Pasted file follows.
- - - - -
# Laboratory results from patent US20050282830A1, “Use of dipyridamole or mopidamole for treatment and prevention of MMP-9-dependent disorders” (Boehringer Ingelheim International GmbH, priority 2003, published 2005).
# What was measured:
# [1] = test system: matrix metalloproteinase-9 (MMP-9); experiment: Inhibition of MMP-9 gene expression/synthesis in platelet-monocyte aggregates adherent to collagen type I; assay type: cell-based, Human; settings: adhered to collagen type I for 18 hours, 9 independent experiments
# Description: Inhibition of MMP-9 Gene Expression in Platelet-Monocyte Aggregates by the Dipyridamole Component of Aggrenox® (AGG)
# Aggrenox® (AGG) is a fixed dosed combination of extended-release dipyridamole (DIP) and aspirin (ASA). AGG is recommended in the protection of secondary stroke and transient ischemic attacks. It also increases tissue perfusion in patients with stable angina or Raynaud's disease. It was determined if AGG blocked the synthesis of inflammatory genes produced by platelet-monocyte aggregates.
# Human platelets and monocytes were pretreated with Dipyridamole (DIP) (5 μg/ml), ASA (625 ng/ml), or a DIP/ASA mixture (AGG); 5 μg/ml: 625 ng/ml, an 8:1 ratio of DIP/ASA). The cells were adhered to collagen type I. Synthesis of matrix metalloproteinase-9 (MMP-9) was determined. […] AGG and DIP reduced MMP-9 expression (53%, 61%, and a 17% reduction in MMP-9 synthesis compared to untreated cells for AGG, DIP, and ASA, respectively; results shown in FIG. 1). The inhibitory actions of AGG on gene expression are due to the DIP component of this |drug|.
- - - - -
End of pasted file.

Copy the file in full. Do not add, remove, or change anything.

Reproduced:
# Laboratory results from patent US20050282830A1, “Use of dipyridamole or mopidamole for treatment and prevention of MMP-9-dependent disorders” (Boehringer Ingelheim International GmbH, priority 2003, published 2005).
# What was measured:
# [1] = test system: matrix metalloproteinase-9 (MMP-9); experiment: Inhibition of MMP-9 gene expression/synthesis in platelet-monocyte aggregates adherent to collagen type I; assay type: cell-based, Human; settings: adhered to collagen type I for 18 hours, 9 independent experiments
# Description: Inhibition of MMP-9 Gene Expression in Platelet-Monocyte Aggregates by the Dipyridamole Component of Aggrenox® (AGG)
# Aggrenox® (AGG) is a fixed dosed combination of extended-release dipyridamole (DIP) and aspirin (ASA). AGG is recommended in the protection of secondary stroke and transient ischemic attacks. It also increases tissue perfusion in patients with stable angina or Raynaud's disease. It was determined if AGG blocked the synthesis of inflammatory genes produced by platelet-monocyte aggregates.
# Human platelets and monocytes were pretreated with Dipyridamole (DIP) (5 μg/ml), ASA (625 ng/ml), or a DIP/ASA mixture (AGG); 5 μg/ml: 625 ng/ml, an 8:1 ratio of DIP/ASA). The cells were adhered to collagen type I. Synthesis of matrix metalloproteinase-9 (MMP-9) was determined. […] AGG and DIP reduced MMP-9 expression (53%, 61%, and a 17% reduction in MMP-9 synthesis compared to untreated cells for AGG, DIP, and ASA, respectively; results shown in FIG. 1). The inhibitory actions of AGG on gene expression are due to the DIP component of this |drug|.